Understanding Generations

Generation Terminology

Description Born Millions %
Seniors Before 1925 0.94 5%
Builders 1926-1945 2.75 15%
Boomers 1946-1964 4.75 25%
Generation X 1965-1981 4.83 26%
Generation Y 1982-2000 5.15 28%
Generation Z 2001+ 0.25 1%

* Figures are approximate for Australia's population

(Source 2006 Census - Australian Bureau of Statistics).

Generation X has been synonymous with young people since the name was first coined in 1991. However many X'rs are now in their 30’s and when it comes to understanding school students we're talking about Generation Y.

So why are young people so different when it comes to understanding generations?


In understanding generations obviously the age or life-stage of X'ers makes them unique to others. Being young they have different priorities to older generations. They generally have no financial commitments, thus over 70% of their income is spent arbitrarily, with the majority going on entertainment, travel, and food.

They have different recreational pursuits to other generations with their top 3 spare time activities being: “go to a party” (74%); “listen to the radio” (74%); and “go to a movie” (72%).

The point is that people operate in different ways because of their age. However age is not the sole reason for generational behaviours otherwise teenagers today would be indistinguishable from teenagers of a generation ago.

Yet this is clearly not the case, and it is because life-stage is just one of three broad factors that differentiate the generations.


The current economic, social, and political conditions which we all live under actually further divide the generations. The same conditions act upon people of different ages in different ways.

Take text messaging on mobile phones as an example: the technology is available to all, however 74% of messages are sent by Generation Y’s and so they are developing the new text language (e.g. “CU L8R” for “see you later”).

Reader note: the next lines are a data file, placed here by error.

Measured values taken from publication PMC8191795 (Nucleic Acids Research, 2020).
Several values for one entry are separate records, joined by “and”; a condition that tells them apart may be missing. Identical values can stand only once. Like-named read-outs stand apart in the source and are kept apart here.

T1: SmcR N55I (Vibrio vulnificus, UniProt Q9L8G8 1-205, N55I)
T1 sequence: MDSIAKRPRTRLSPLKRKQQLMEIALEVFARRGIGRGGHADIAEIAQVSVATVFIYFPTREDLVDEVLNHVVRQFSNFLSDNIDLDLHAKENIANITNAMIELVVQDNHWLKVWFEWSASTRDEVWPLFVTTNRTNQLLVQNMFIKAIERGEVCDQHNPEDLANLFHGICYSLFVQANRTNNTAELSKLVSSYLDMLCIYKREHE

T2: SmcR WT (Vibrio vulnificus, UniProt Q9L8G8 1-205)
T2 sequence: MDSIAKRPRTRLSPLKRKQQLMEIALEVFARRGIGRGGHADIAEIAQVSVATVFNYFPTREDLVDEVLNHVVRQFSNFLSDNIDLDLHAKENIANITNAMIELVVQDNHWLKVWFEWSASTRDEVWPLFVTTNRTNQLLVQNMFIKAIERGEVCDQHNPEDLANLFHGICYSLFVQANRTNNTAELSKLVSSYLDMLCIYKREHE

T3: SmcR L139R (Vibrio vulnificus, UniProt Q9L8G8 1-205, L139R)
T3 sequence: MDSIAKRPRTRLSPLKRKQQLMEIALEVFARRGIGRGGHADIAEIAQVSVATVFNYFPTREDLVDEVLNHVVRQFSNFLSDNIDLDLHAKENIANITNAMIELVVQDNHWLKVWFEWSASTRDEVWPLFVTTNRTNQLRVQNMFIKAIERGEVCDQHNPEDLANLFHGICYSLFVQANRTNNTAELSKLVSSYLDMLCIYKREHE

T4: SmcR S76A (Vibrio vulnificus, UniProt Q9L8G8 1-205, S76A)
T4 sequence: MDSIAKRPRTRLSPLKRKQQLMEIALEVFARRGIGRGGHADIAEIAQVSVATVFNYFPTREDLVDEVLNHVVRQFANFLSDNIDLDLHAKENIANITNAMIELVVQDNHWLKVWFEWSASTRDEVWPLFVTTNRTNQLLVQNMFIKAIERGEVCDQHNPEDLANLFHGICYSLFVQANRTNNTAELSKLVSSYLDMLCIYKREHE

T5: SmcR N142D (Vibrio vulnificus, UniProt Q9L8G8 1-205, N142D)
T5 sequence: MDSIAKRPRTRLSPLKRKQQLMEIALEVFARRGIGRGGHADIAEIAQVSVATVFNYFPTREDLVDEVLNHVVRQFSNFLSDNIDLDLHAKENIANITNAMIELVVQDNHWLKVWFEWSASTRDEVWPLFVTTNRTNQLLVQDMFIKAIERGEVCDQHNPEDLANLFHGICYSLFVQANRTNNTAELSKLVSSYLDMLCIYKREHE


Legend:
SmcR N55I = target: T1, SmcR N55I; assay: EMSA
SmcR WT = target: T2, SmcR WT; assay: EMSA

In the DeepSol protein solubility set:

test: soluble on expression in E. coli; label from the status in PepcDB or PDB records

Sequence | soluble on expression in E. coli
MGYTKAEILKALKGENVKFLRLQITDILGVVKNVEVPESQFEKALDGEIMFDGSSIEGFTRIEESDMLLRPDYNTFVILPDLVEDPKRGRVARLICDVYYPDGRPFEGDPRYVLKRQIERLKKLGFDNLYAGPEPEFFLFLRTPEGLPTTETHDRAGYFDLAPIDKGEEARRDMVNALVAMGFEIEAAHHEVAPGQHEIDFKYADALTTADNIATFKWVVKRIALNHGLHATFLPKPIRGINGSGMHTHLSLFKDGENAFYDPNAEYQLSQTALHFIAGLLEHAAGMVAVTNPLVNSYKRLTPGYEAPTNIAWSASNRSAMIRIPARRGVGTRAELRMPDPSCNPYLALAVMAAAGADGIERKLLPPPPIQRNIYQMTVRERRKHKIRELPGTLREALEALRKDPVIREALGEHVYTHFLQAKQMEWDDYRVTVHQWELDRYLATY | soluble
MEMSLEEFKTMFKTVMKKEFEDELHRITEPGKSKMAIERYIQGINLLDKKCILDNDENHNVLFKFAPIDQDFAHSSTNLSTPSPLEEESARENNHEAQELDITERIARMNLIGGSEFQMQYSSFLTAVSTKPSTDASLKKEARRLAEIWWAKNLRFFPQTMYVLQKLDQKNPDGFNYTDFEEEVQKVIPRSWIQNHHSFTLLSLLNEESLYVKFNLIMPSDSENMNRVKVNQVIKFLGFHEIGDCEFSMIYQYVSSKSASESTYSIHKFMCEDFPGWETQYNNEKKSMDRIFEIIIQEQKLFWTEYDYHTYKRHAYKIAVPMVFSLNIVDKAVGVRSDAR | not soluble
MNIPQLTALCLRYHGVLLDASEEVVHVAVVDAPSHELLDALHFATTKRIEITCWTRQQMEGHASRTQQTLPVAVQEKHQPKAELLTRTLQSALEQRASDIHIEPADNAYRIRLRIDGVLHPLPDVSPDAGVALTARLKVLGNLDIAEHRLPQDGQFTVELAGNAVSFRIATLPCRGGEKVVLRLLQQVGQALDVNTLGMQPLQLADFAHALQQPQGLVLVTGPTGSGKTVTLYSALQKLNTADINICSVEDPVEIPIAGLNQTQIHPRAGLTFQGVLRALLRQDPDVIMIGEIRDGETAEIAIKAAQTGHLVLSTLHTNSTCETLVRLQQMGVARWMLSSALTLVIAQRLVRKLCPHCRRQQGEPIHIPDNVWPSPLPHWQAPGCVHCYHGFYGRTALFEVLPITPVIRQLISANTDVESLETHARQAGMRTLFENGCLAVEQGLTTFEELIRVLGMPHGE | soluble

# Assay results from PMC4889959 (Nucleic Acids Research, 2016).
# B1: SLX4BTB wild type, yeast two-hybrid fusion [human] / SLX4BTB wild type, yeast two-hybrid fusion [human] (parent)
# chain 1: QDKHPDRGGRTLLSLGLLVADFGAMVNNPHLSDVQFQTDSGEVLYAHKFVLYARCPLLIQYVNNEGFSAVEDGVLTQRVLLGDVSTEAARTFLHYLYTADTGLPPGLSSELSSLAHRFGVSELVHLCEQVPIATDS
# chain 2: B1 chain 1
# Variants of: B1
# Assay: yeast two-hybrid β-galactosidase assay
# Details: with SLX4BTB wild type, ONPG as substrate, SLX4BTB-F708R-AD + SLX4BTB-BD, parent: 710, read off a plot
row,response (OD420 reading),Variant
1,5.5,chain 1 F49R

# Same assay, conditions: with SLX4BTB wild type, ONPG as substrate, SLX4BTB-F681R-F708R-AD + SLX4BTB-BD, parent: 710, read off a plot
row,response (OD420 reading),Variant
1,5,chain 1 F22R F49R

Experiences that occur during the formative childhood and teenage years also create and define differences between the generations. These social markers create the paradigms through which the world is viewed and decisions are made.

Baby Boomers were influenced by the advent of the TV, Rock and Roll, the Cold War, Vietnam War, the threat of nuclear war, and the decimal currency.

X’rs saw in the Personal Computer, AIDS, single parent families, the growth in multiculturalism, and the downsizing of companies.

Generation Y’s have lived through the age of the internet, cable television, globalisation, September 11, and environmentalism. Such shared experiences during one’s youth unite and shape a generation.

There is an ancient saying that bears much truth: “People resemble their times more than they resemble their parents”.

What most influences Generation Y?

While the Builders’ Generation are most influenced by authority figures and Boomers make decisions based on data and facts, post-modern youth are more likely to make a decision based on the influence of their own peers.

Research has further confirmed that the biggest factor determining the choice a teenager will make is the experiences of their core group of 3 to 8 friends.

Rather than making independent decisions based on core values, they live in a culture encouraging them to embrace community values, and to reach consensus.

It is understandable that young people today are less idealistic than generations past due in part to the media and pop culture that fills their life. The most popular song of the 1940’s was Bing Crosby’s “White Christmas” (1942), for the 50’s it was “Rock around the Clock” (Bill Haley and his Comets, 1955), and the 60’s it was the Beatles’ “I want to hold your hand” (1963).

A quick listen to the music of choice for Generation Y reveals what different times they live in. Much is made of the dark lyrics of Eminem and Marilyn Manson, but these are just public examples of the popular and pervasive genre.

The influence of music is second only to the influence of TV and movies in Gen Y culture. Research has found that when teenagers were asked, “What/who has a lot of influence on your thinking and behaviour?” One quarter of the influence on their lives is from TV and movies.

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